These 7 famous movie hikes will take your filmic fandom to the next level
Principal photography might have wrapped years ago on these movies, but many of cinema’s most famous filming locations in the wild still exist today, preserved for the rambunctious tourist who likes to combine their hikes with a bit of history.
Better yet, if your friends, family or significant other couldn’t be paid to hike with you, the lure of a famous location may just be the incentive future adventurers need. Here are seven epic hikes and vacation destinations that will allow you to explore iconic movie landscapes while putting in the miles.
Die-hard fans of The Lord Of The Rings movies know that the franchise was largely shot amidst the astonishing topographies of New Zealand. The Middle-Earth Tour provides guided walks around various pockets of the mesmerising landscape, as well as some of the remaining set pieces. Fans will also get to view the artwork, costuming and prop design created for the movies. This tour features an eclectic mix of sight-seeing, hiking, even helicoptering.
Wild, a film adaptation of Cheryl Strayed’s book starring Reese Witherspoon, recounts one woman’s 1,100-mile hike across the Pacific Crest Trail. In total, the PCT is over 2,600 miles long and stretches from Mexico to Canada. Fans and hikers are invited to traipse the very trails that Cheryl did and share a journey of self-discovery that is painted with the lush perspective of California and Oregon.
If you’re seeking a nostalgic road trip, you might want to consider trucking to the American state of Iowa, where the baseball field and home from the Best Picture-nominated film Field Of Dreams still stands. You can watch ball games played by the ‘Team Of Dreams’ before taking a guided tours of the house on the edge of the field and enjoying a movie-themed Ghost Comedy Show. You can even charge into the corn fields while hollering, “I’m melting!” This one’s really worth going the distance – you’ll get a hit of Americana paired with some wine from one of the regions many vineyards.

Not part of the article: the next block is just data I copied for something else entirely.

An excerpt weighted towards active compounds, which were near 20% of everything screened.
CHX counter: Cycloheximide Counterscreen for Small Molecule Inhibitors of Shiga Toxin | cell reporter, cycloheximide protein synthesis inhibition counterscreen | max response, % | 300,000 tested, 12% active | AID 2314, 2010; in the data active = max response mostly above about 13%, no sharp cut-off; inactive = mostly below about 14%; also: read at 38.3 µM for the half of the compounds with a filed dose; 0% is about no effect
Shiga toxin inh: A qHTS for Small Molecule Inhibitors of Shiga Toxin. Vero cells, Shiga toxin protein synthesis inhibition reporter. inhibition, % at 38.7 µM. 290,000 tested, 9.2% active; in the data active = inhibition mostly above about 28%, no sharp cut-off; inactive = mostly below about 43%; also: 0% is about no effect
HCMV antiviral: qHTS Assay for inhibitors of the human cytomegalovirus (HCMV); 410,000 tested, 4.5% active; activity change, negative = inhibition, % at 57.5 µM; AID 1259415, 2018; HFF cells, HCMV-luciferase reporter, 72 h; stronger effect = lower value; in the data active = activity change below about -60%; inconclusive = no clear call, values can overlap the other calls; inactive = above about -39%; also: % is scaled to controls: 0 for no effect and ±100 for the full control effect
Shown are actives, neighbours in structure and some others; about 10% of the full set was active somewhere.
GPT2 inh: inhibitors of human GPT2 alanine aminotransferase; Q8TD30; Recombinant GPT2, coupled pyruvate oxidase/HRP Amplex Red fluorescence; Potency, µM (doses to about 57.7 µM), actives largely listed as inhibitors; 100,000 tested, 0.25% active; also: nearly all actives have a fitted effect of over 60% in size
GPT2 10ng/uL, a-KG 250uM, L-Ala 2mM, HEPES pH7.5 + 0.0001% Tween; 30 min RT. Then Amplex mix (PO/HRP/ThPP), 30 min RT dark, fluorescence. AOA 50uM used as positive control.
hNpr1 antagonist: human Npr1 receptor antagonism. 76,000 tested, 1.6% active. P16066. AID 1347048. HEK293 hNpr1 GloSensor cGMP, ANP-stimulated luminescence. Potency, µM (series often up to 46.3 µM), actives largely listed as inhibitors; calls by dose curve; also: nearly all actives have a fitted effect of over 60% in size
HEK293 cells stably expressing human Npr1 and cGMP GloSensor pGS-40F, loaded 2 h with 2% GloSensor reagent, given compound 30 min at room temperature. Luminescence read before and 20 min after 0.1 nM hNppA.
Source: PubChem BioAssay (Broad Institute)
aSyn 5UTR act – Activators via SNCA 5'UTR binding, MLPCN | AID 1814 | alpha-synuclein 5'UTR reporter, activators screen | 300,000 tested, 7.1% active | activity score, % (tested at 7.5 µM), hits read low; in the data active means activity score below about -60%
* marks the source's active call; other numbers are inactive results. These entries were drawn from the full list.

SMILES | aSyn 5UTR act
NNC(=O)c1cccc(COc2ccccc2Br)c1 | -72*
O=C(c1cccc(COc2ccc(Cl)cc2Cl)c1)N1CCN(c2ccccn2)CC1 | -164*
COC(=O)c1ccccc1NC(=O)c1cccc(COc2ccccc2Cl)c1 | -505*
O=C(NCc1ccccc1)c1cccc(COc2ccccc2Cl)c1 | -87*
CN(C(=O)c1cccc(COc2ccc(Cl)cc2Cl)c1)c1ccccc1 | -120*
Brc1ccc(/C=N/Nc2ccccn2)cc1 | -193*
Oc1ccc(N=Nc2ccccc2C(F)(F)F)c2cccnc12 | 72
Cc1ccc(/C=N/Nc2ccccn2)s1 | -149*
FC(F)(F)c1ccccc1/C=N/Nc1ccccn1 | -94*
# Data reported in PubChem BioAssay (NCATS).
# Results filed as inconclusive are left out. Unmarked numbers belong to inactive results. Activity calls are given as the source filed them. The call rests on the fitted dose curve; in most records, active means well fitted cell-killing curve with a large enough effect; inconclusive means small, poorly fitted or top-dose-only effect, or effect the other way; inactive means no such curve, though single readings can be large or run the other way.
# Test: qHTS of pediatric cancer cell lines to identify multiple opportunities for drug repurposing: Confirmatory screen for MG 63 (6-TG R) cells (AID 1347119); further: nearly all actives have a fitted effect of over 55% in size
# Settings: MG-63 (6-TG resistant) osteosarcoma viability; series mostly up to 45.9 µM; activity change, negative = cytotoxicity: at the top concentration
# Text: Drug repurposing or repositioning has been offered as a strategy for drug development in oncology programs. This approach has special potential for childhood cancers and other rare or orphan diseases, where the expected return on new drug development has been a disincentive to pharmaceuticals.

Hike any of the 19 miles of trails of the Dutch Hollow trail system in Wasatch Mountain State Park in Midway, Utah, and then soothe the muscles by going for a swim in the natural hot spring at the Homestead Resort as seen in the movie 127 Hours, which sees James Franco plummeting from a high rock crevice into the water below. This subterranean pool comprised of natural mineral water is made available by the resort for therapeutic swims.
The rebel base on Yavin IV from the original Star Wars was shot on location at the Mayan temple ruins in Guatemala’s Tikal National Park. Tourists are welcome to venture far, far away into the mountainous forests of Guatemala and explore archaeological sites that capture impressive stone structures and stairways left by the once-flourishing Mayan society. Just try to refrain from making Darth Vader or light saber sound effects while trekking through the historic remains.
One of the longest running and most beloved sitcoms in television history wasn’t filmed in Korea, but the Santa Monica Mountains in Los Angeles. The same goes for the movie that preceded it. It’s a five-mile return hike to the M*A*S*H site, where vehicles, tents and that famous sign post remain. Better yet, along the way there’s a perfect spot for swimming and countless other famous filming locations all detailed at the visitor centre mid-hike.
Most recently remembered as The Sunken City in hit HBO series Westworld, the Paramount Movie ranch and its 2,700 acres have been the location for countless award-winning films and television series since 1927 – from The African Queen to Dr Quinn Medicine Woman and Van Helsing. The town is just the gateway to miles of trails across the plains and into the mountains. It’s set in the beautiful scenery just north-west of Los Angeles – perfect for hikes.